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Updated: April 29th, 2013 9:09pm
Prince Fielder's three-run homer helps Tigers rally to beat Twins

Prince Fielder's three-run homer helps Tigers rally to beat Twins

by The Associated Press
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DETROIT -- Prince Fielder put Detroit ahead with a three-run homer, and as if on cue, Max Scherzer settled into a groove.

That's been the formula for these Tigers -- starting pitching and power.

Fielder's towering drive in the sixth inning lifted Detroit to its fourth consecutive victory Monday night, 4-3 over the Minnesota Twins.

The Twins led 3-1 before the slugging first baseman's homer, and Scherzer struck out the last four men he faced in the seventh and eighth to help preserve the win.

"I was able to pitch ahead in the count, and I thought my fastball-changeup combination really allowed me to get those extra strikeouts at the end," Scherzer said.

"To keep them from doing any more damage when we got the lead -- I thought my two-strike changeup was the pitch that allowed me to get a few extra strikeouts. That's my pitch."

Andy Dirks started the go-ahead rally with a bunt single and Miguel Cabrera walked. Fielder hit the first pitch over the wall in left-center for an opposite-field homer. That part of the fence is about 405 feet from home plate.

Scherzer (3-0) gave up three runs and six hits in 7 1/3 innings. He struck out 10 without a walk. Drew Smyly finished the eighth and got the first two outs of the ninth, and Joaquin Benoit finished for his second save.

Twins starter Mike Pelfrey (2-3) allowed four runs and seven hits in 5 1/3 innings.

Dirks also homered for the Tigers, and Josh Willingham went deep for the Twins.

Pelfrey, who signed with the Twins in the offseason, entered the night with a 7.94 ERA, but for the first five innings he quieted a Detroit lineup that had just scored 25 runs in a three-game sweep of Atlanta.

Then in a blink, the lead was gone when Fielder connected for his sixth homer of the year.

"It's better than what I've done before tonight, but it wasn't good enough," Pelfrey said. "I made a horrible pitch and Prince made me pay for it. I was looking for a groundball after I walked Cabrera, and I left a sinker high and in the middle of the plate. He's pretty strong, and he drove it, so I turned around and just hoped it might hit the fence."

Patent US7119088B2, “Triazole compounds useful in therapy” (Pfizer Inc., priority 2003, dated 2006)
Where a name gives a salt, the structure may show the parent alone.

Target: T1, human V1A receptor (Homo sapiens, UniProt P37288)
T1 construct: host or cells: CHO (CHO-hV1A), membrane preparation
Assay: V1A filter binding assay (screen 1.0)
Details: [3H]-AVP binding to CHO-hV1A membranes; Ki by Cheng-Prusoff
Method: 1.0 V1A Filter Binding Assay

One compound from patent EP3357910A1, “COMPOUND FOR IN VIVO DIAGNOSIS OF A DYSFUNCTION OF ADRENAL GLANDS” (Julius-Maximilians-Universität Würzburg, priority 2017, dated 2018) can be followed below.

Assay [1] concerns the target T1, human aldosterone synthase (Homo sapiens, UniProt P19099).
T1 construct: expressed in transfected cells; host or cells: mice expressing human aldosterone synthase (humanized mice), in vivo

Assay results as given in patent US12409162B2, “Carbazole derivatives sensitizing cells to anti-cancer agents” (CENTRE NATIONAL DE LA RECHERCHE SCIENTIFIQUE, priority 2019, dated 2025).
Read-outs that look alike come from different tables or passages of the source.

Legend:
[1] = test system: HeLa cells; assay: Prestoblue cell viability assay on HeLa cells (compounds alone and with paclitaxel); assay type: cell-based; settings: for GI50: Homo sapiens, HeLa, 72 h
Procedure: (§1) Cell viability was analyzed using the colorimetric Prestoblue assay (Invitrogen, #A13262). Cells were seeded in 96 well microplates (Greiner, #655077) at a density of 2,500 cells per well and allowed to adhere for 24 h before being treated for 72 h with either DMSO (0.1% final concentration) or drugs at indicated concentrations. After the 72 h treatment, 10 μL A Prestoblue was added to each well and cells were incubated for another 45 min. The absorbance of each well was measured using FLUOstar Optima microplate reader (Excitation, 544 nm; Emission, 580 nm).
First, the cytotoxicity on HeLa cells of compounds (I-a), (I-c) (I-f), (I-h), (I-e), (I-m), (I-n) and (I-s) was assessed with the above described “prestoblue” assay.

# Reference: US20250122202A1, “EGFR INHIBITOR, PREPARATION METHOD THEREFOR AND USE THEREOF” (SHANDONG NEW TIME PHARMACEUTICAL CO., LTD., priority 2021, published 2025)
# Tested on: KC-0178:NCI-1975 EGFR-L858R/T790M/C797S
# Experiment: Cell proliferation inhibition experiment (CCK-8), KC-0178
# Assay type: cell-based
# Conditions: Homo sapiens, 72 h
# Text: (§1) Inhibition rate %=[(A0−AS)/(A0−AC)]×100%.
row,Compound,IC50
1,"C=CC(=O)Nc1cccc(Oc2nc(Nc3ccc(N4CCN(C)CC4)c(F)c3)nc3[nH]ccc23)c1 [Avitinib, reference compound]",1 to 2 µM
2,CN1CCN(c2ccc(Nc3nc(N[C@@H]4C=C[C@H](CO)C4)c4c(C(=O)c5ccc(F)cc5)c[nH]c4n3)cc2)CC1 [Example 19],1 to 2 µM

The previous night it was Cabrera who hit a three-run homer to break open the game against Atlanta. This time it was Fielder.

"Those two guys, they're well-respected in the league," Detroit manager Jim Leyland said. "Both liable to strike at any time, and Prince struck at the right time for us."

The free-swinging Braves struck out 39 times in those three games against the Tigers, but the Twins have done a good job making contact all season. The Twins entered the day with only 150 strikeouts, the second-fewest in baseball, and they pecked away early against Scherzer.

Willingham opened the scoring in the first with a solo shot, his fifth homer of the year. Two singles and a wild pitch put men on second and third in the second, and an RBI groundout by Aaron Hicks made it 2-0.

Dirks homered in the third, but the Twins answered immediately the next inning with Oswaldo Arcia's run-scoring double.

But Pelfrey couldn't hold the Tigers down for long enough, and once Detroit took the lead, the Twins didn't come close to scoring on Scherzer. He struck out the side in the seventh and fanned Brian Dozier to start the eighth before departing. Scherzer threw 114 pitches.

"He's unbelievable. He's got great stuff, the ball is moving all over the place, and he's throwing one fastball 91 and the next one at 96," Twins manager Ron Gardenhire said. "He's throwing a great changeup and a great slider, and he's got different speeds for all of them. He's one of those guys that you know you have to get to early, because once he gets into a rhythm, he just gets stronger and better."

Smyly and Benoit finished. Closer Jose Valverde was given the night off after pitching the previous two days.

© The Associated Press
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